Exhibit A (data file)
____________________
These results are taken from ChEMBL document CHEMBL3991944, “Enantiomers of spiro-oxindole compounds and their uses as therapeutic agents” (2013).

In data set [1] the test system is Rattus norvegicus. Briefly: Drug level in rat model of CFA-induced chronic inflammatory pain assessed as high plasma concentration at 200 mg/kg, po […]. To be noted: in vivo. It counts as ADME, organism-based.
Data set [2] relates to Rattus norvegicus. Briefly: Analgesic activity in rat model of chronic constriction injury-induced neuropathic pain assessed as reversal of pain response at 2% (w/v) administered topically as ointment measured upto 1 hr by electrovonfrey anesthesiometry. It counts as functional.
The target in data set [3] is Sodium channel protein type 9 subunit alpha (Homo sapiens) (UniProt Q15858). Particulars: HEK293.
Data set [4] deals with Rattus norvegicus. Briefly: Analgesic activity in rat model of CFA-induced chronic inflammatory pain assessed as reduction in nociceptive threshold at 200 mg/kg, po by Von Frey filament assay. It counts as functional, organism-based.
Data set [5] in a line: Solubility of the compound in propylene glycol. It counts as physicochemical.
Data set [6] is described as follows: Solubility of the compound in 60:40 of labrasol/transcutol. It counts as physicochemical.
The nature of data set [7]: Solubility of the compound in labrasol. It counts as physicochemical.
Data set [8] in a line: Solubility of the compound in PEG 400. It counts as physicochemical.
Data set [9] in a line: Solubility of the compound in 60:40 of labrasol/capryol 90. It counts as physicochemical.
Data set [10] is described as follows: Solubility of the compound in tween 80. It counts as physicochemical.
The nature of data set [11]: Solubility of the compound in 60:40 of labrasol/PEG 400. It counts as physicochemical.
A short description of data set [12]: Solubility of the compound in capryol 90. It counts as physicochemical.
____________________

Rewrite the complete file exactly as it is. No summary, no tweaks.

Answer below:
These results are taken from ChEMBL document CHEMBL3991944, “Enantiomers of spiro-oxindole compounds and their uses as therapeutic agents” (2013).

In data set [1] the test system is Rattus norvegicus. Briefly: Drug level in rat model of CFA-induced chronic inflammatory pain assessed as high plasma concentration at 200 mg/kg, po […]. To be noted: in vivo. It counts as ADME, organism-based.
Data set [2] relates to Rattus norvegicus. Briefly: Analgesic activity in rat model of chronic constriction injury-induced neuropathic pain assessed as reversal of pain response at 2% (w/v) administered topically as ointment measured upto 1 hr by electrovonfrey anesthesiometry. It counts as functional.
The target in data set [3] is Sodium channel protein type 9 subunit alpha (Homo sapiens) (UniProt Q15858). Particulars: HEK293.
Data set [4] deals with Rattus norvegicus. Briefly: Analgesic activity in rat model of CFA-induced chronic inflammatory pain assessed as reduction in nociceptive threshold at 200 mg/kg, po by Von Frey filament assay. It counts as functional, organism-based.
Data set [5] in a line: Solubility of the compound in propylene glycol. It counts as physicochemical.
Data set [6] is described as follows: Solubility of the compound in 60:40 of labrasol/transcutol. It counts as physicochemical.
The nature of data set [7]: Solubility of the compound in labrasol. It counts as physicochemical.
Data set [8] in a line: Solubility of the compound in PEG 400. It counts as physicochemical.
Data set [9] in a line: Solubility of the compound in 60:40 of labrasol/capryol 90. It counts as physicochemical.
Data set [10] is described as follows: Solubility of the compound in tween 80. It counts as physicochemical.
The nature of data set [11]: Solubility of the compound in 60:40 of labrasol/PEG 400. It counts as physicochemical.
A short description of data set [12]: Solubility of the compound in capryol 90. It counts as physicochemical.